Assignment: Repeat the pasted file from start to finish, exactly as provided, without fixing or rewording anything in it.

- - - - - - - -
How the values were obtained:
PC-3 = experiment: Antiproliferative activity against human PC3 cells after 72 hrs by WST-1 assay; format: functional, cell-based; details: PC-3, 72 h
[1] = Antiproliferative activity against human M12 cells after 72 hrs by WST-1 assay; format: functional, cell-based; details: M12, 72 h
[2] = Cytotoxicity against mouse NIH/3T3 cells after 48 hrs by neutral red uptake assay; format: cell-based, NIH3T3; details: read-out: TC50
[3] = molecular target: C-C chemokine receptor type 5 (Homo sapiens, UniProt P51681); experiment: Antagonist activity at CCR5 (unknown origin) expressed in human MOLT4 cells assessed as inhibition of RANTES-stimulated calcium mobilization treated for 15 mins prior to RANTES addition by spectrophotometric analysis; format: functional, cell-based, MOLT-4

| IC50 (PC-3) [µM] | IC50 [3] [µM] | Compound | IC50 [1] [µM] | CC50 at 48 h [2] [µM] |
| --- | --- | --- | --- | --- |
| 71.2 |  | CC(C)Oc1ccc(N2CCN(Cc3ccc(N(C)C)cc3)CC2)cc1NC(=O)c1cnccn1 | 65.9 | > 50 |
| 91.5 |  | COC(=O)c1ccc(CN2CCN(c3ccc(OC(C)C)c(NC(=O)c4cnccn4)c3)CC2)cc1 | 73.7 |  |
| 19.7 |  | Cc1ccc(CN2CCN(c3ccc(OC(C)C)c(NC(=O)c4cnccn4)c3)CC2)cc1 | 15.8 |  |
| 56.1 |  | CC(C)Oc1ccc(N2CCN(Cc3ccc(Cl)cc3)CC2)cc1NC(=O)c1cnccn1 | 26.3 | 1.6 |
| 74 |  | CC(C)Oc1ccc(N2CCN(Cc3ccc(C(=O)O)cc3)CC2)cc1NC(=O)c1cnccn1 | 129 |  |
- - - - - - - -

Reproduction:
How the values were obtained:
PC-3 = experiment: Antiproliferative activity against human PC3 cells after 72 hrs by WST-1 assay; format: functional, cell-based; details: PC-3, 72 h
[1] = Antiproliferative activity against human M12 cells after 72 hrs by WST-1 assay; format: functional, cell-based; details: M12, 72 h
[2] = Cytotoxicity against mouse NIH/3T3 cells after 48 hrs by neutral red uptake assay; format: cell-based, NIH3T3; details: read-out: TC50
[3] = molecular target: C-C chemokine receptor type 5 (Homo sapiens, UniProt P51681); experiment: Antagonist activity at CCR5 (unknown origin) expressed in human MOLT4 cells assessed as inhibition of RANTES-stimulated calcium mobilization treated for 15 mins prior to RANTES addition by spectrophotometric analysis; format: functional, cell-based, MOLT-4

| IC50 (PC-3) [µM] | IC50 [3] [µM] | Compound | IC50 [1] [µM] | CC50 at 48 h [2] [µM] |
| --- | --- | --- | --- | --- |
| 71.2 |  | CC(C)Oc1ccc(N2CCN(Cc3ccc(N(C)C)cc3)CC2)cc1NC(=O)c1cnccn1 | 65.9 | > 50 |
| 91.5 |  | COC(=O)c1ccc(CN2CCN(c3ccc(OC(C)C)c(NC(=O)c4cnccn4)c3)CC2)cc1 | 73.7 |  |
| 19.7 |  | Cc1ccc(CN2CCN(c3ccc(OC(C)C)c(NC(=O)c4cnccn4)c3)CC2)cc1 | 15.8 |  |
| 56.1 |  | CC(C)Oc1ccc(N2CCN(Cc3ccc(Cl)cc3)CC2)cc1NC(=O)c1cnccn1 | 26.3 | 1.6 |
| 74 |  | CC(C)Oc1ccc(N2CCN(Cc3ccc(C(=O)O)cc3)CC2)cc1NC(=O)c1cnccn1 | 129 |  |